Browse by author
Lookup NU author(s): Wing Leung
Full text for this publication is not currently held within this repository. Alternative links are provided below where available.
Background The objectives of this study are to explore the effects of the new 1996 guidance requiring explicit demonstration of competencies on the nature of successful MFPHM Part II reports, how successful candidates claimed competency areas in their two reports and the effects of the subject areas of the report on the specific competencies claimed. Methods The abstracts of candidates who passed the examination from January 1996 to January 1999 were studied. Information was extracted on candidate's region, year of the abstract, examination guidance, subject area, methods and data used, format of the abstract, and level (e.g. national, regional, etc.) for which the work was performed. Results Compared with reports submitted under the 1992 guidance, those submitted under the 1996 guidance were more likely to have a structured abstract, and to employ descriptive epidemiological methods and routine data, and were less likely to be case-control or retrospective studies. There were no other significant differences in the level for which the work was performed, the subject area, or the methods and data used. Thirty-nine per cent of candidates under the 1996 guidance claimed at least one identical competency area in both reports, most frequently for health needs assessment and literature review. Each of the four competencies was demonstrated by a significant proportion of reports in each subject areas. Conclusions The new examination guidance had only minor effects on the nature of successful Part II reports. Candidates used different strategies for claiming competencies, apparently at the choice of individual trainees and trainers. The competency requirements did not appear to limit the range of work performed.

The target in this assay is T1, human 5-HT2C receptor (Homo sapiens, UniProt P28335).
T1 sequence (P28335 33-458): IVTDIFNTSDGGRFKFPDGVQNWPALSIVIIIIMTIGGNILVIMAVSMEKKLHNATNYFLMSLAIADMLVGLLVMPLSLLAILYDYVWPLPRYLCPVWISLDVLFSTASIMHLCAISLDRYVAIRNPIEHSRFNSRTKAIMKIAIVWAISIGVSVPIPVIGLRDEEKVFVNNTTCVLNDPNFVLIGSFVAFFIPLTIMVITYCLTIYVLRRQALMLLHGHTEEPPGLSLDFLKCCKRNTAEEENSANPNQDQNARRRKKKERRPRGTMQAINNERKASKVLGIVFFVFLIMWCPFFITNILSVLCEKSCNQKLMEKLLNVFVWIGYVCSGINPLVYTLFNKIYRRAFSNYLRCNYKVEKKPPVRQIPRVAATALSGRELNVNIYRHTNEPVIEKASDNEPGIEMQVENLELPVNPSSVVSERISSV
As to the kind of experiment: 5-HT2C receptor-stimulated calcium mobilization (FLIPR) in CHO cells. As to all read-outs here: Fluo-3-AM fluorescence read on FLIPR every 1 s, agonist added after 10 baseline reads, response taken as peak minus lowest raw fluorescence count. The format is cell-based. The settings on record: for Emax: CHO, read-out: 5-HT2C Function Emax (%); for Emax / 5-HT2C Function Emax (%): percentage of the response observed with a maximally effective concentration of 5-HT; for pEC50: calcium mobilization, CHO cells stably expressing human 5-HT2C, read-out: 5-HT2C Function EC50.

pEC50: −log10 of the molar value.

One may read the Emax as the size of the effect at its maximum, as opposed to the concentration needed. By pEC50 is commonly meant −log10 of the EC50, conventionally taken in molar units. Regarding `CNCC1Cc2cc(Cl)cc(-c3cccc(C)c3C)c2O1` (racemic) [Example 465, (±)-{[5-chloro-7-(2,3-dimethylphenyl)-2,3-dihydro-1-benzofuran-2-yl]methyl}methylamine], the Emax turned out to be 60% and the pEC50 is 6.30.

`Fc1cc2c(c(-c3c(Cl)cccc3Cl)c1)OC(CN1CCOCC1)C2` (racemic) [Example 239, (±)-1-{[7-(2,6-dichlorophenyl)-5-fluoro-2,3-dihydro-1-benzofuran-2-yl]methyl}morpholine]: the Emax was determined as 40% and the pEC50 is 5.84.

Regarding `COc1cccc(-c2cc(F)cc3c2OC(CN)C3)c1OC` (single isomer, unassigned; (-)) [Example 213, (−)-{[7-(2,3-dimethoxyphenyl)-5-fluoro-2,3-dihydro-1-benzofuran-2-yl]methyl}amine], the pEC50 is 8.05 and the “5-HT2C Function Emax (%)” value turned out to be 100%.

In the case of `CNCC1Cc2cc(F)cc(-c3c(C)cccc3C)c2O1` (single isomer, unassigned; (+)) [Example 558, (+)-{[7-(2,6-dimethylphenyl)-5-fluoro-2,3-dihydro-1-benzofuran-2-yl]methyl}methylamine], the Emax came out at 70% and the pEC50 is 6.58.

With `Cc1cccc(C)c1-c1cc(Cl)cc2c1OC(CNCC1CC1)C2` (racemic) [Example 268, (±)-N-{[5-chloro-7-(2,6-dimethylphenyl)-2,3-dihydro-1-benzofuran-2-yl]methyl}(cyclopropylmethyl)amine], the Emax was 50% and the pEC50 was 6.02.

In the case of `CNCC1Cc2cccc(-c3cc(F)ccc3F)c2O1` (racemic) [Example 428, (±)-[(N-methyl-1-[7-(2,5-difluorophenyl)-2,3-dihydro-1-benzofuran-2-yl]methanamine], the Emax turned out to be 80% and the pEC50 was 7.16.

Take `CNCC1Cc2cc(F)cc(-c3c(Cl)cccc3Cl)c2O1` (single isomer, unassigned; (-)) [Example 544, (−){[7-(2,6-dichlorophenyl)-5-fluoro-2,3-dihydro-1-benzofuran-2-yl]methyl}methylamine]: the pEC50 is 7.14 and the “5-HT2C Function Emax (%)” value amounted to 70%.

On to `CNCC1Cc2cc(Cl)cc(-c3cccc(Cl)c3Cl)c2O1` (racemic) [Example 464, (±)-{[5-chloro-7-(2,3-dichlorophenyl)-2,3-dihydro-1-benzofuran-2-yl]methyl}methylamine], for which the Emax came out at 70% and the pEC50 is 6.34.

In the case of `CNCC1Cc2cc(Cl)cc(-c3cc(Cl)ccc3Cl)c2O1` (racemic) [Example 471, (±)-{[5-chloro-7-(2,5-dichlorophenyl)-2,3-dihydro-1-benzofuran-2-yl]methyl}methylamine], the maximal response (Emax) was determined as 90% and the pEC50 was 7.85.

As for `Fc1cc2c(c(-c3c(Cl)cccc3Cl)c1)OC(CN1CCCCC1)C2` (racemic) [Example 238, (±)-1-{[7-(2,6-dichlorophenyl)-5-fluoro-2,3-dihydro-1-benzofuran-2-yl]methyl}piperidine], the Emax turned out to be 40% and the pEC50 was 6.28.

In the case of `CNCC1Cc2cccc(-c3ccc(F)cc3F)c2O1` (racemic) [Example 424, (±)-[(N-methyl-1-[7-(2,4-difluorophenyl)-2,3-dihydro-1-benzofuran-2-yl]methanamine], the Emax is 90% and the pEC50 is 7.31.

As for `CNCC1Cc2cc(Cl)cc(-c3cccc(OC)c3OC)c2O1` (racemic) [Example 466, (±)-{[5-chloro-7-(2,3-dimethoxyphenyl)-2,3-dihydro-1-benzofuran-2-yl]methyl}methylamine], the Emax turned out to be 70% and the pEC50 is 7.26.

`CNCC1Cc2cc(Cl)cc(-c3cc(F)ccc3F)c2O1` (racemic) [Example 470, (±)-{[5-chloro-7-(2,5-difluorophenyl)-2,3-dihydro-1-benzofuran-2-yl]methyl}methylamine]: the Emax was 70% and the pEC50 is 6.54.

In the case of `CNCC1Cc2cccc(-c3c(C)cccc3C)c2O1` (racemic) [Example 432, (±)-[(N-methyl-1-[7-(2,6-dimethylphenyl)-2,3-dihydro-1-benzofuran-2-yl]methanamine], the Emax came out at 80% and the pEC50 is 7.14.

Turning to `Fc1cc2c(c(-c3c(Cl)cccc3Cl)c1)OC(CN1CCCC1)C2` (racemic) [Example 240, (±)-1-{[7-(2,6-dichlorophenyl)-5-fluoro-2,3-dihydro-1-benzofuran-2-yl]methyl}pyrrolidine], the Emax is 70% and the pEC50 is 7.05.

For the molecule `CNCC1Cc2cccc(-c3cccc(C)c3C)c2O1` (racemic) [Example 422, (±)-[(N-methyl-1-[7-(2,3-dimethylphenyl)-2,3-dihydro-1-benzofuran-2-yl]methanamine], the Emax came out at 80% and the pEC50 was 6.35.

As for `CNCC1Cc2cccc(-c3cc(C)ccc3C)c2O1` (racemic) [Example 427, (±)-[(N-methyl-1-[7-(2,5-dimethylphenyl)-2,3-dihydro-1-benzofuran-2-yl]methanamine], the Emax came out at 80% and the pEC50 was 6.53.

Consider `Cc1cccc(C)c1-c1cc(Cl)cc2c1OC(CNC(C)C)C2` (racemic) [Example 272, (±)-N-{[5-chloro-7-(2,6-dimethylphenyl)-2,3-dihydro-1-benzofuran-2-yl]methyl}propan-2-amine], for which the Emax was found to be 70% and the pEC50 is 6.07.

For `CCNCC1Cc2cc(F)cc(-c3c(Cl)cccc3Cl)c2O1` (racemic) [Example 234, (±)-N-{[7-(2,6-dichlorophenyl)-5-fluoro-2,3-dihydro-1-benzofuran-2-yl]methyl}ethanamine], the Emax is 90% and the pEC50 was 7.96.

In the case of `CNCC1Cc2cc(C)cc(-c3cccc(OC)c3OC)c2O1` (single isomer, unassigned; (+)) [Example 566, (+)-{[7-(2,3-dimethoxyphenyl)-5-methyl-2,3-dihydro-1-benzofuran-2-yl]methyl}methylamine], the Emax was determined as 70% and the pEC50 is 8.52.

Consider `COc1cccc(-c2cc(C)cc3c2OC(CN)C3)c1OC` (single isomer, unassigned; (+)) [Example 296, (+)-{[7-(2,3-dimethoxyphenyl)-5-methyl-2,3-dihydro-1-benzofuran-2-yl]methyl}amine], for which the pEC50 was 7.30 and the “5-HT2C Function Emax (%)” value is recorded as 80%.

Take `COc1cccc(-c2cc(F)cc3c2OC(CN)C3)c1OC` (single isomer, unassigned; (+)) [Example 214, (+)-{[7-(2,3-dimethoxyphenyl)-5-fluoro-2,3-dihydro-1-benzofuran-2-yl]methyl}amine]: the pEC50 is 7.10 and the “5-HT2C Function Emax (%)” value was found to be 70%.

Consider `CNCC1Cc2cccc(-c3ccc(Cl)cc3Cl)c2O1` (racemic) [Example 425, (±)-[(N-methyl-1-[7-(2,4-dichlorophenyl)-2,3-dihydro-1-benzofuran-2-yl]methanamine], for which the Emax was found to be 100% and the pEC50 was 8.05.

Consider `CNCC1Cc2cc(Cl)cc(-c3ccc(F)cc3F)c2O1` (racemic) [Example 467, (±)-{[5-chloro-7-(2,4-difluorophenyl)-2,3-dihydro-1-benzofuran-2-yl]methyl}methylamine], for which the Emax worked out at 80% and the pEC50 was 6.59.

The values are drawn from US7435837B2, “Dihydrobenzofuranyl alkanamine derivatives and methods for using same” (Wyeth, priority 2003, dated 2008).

Author(s): Leung WC
Publication type: Article
Publication status: Published
Journal: Journal of Public Health Medicine
ISSN (print): 0957-4832
ISSN (electronic): 1464-3782
Publisher: Oxford University Press